The US President has had dinner with his relatives in Kenya as he started his "personal" visit to the country where his father was born.
It is the first time Barack Obama has been to the East African nation since becoming President, and many Kenyans view the trip as a kind of homecoming for him.
He was embraced on the tarmac on Friday at Kenyatta International Airport by his half-sister, Auma Obama.
He then went to his hotel in Nairobi for the dinner with around three dozen members of his extended family, including his step-grandmother, Mama Sarah.
Mr Obama said it was an emotional visit for him as he opened a business summit in Nairobi on Saturday.
"This is personal for me," he said.
"There's a reason why my name is Barack Hussein Obama.
"My father came from these parts, I have family and relatives here."
Announcing $1bn in new US investment at the Global Entrepreneurship Summit, he also heralded the continent as "on the move".
"Africa is one of the fastest growing regions of the world," he said.
"People are being lifted out of poverty."
Many of his official duties during the weekend visit are focused on boosting business and security ties with Kenya.
At a joint news conference with Kenyan President Uhuru Kenyatta, Mr Obama said Somalia's al Shabaab terror group had been "weakened".
"We have systematically reduced the territory that al Shabaab controls," he said.
"We have been able to decrease their effective control within Somalia and have weakened those networks operating here in East Africa.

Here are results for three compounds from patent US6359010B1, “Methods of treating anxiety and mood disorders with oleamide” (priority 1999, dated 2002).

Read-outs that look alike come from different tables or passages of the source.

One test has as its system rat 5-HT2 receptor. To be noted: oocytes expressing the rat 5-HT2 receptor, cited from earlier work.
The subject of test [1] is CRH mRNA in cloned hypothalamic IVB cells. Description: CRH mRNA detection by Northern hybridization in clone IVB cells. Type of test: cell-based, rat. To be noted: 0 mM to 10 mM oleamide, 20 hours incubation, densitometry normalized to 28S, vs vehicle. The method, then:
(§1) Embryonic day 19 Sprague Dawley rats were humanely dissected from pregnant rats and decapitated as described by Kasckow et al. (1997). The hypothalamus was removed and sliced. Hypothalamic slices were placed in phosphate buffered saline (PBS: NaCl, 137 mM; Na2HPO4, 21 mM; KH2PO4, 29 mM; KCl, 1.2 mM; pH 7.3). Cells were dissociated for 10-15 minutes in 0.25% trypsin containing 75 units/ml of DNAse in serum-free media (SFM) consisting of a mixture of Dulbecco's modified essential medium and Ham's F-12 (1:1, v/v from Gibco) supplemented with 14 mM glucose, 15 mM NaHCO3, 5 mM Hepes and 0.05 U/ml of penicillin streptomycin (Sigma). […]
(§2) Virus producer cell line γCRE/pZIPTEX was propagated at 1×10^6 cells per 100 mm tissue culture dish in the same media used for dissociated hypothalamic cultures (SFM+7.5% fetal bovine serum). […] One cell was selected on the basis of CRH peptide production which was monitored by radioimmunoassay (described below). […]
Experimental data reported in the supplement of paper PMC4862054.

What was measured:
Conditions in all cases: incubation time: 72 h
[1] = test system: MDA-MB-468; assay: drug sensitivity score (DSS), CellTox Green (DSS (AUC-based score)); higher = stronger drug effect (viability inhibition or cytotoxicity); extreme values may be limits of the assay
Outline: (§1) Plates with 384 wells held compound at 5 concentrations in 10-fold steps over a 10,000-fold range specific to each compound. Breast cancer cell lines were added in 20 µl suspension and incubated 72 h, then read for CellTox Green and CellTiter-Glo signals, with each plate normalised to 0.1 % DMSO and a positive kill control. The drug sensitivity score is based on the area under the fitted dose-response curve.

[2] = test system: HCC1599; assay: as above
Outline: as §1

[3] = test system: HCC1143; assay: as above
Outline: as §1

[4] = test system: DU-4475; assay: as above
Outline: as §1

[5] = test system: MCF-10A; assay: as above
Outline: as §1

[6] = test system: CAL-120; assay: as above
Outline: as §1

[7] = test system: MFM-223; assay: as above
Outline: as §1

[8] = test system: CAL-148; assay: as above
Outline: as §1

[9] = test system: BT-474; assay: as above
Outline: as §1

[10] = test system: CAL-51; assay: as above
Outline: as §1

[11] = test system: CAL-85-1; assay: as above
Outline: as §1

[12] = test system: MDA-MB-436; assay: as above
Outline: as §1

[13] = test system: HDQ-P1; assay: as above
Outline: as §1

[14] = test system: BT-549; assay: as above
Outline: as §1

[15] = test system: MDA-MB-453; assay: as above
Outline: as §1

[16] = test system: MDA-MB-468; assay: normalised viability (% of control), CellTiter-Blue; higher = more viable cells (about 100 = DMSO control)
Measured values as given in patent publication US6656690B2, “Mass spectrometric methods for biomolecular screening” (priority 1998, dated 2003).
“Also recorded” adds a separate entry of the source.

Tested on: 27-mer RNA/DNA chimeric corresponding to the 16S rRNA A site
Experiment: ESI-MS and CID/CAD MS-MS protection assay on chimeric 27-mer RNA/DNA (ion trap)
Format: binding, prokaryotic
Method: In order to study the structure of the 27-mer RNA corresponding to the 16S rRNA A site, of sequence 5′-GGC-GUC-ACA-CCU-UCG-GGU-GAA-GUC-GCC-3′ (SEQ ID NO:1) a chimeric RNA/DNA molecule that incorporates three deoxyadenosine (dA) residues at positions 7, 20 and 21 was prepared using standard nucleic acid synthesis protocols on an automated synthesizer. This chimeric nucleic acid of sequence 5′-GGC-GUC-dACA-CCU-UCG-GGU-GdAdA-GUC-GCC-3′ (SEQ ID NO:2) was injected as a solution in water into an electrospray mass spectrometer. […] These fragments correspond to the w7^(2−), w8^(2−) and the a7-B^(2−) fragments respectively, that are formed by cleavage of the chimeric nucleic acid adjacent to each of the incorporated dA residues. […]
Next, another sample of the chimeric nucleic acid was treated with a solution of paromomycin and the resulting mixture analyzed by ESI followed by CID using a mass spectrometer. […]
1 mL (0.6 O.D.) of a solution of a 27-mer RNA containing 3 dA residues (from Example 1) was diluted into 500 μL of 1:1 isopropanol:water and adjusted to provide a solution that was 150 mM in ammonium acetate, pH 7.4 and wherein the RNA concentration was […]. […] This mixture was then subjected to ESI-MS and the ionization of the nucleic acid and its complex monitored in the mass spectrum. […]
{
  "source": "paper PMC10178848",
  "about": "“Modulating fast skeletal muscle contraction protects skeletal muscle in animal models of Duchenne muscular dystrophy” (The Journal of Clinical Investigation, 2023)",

"That doesn't mean the problem is solved.
"We can degrade significantly the capacity of the terrorist organisations, but they can still do damage."
Kenya has been working closely with American security agencies to combat the al Qaeda-linked extremists.
The group has been behind a number of fatal attacks in Kenya, including the 2013 Westgate mall killings.
Earlier in the day, Mr Obama laid a wreath at Memorial Park in Nairobi in memory of those killed in the 1998 US embassy bombing - an attack claimed by al Qaeda.
Mr Obama will later dine with Mr Kenyatta, who was indicted by the International Criminal Court for crimes against humanity.
Those charges were dropped in March, but the case prevented Mr Obama from going to Kenya.
Activists have raised concerns in a letter to Mr Obama about his trip to East Africa because of alleged human rights violations.
US National Security Adviser Susan Rice said the US President would not hesitate to raise such concerns on the trip.
Mr Obama last visited Kenya while serving as a US senator in 2006. This trip he is not expected to visit the community in western Kenya where his father was born and is buried.
Next he is heading to Ethiopia - he is the first sitting US president to visit either country.
In the Ethiopian capital Addis Ababa, Mr Obama will become the first US president to address the African Union on Tuesday before heading back to Washington.
The US President's critics say he has done less for Africa than his predecessor, George W Bush, whose AIDS relief programme made him a hero on the continent.
But Mr Obama's advisers point to his own initiatives on electricity, agriculture and trade.
The US President wrote about his Kenyan roots in his best-selling 1995 autobiography Dreams From My Father.
Debunked "birther" conspiracy theories once held he was actually born there, and ineligible to be US President.
Mr Obama showed his Hawaii birth certificate in the White House briefing room in 2011.